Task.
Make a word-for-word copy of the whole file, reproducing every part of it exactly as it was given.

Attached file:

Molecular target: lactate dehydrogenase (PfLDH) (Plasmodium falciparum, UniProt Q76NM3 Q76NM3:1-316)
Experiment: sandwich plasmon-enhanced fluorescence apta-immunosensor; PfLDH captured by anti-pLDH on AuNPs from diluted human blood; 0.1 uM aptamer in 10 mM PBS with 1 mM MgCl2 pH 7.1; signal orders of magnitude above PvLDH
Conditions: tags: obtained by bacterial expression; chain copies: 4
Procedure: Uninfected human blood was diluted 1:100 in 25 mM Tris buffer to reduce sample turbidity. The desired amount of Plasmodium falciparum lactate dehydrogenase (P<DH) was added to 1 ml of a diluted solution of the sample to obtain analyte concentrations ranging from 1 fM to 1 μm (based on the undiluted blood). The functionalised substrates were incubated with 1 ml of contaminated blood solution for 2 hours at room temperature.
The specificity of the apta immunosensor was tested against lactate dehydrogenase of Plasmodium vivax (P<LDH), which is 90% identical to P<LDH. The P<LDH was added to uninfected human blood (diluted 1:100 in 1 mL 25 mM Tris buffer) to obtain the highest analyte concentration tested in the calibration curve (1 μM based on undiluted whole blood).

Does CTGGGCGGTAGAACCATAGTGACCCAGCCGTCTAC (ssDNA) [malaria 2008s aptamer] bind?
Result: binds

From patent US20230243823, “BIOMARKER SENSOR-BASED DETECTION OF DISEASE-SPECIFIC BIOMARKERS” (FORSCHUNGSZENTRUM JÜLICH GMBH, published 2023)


Molecular target: lactate dehydrogenase (PfLDH) (Plasmodium falciparum, UniProt Q76NM3 Q76NM3:1-316)
Experiment: sandwich plasmon-enhanced fluorescence apta-immunosensor; PfLDH captured by anti-pLDH on AuNPs from diluted human blood; 0.1 uM aptamer in 10 mM PBS with 1 mM MgCl2 pH 7.1; signal orders of magnitude above PvLDH
Conditions: tags: obtained by bacterial expression; chain copies: 4
Procedure: Uninfected human blood was diluted 1:100 in 25 mM Tris buffer to reduce sample turbidity. The desired amount of Plasmodium falciparum lactate dehydrogenase (P<DH) was added to 1 ml of a diluted solution of the sample to obtain analyte concentrations ranging from 1 fM to 1 μm (based on the undiluted blood). The functionalised substrates were incubated with 1 ml of contaminated blood solution for 2 hours at room temperature.
The specificity of the apta immunosensor was tested against lactate dehydrogenase of Plasmodium vivax (P<LDH), which is 90% identical to P<LDH. The P<LDH was added to uninfected human blood (diluted 1:100 in 1 mL 25 mM Tris buffer) to obtain the highest analyte concentration tested in the calibration curve (1 μM based on undiluted whole blood).

Does CTGGGCGGTAGAACCATAGTGACCCAGCCGTCTAC (ssDNA) [malaria 2008s aptamer] bind?
Result: binds

From patent US20230243823, “BIOMARKER SENSOR-BASED DETECTION OF DISEASE-SPECIFIC BIOMARKERS” (FORSCHUNGSZENTRUM JÜLICH GMBH, published 2023)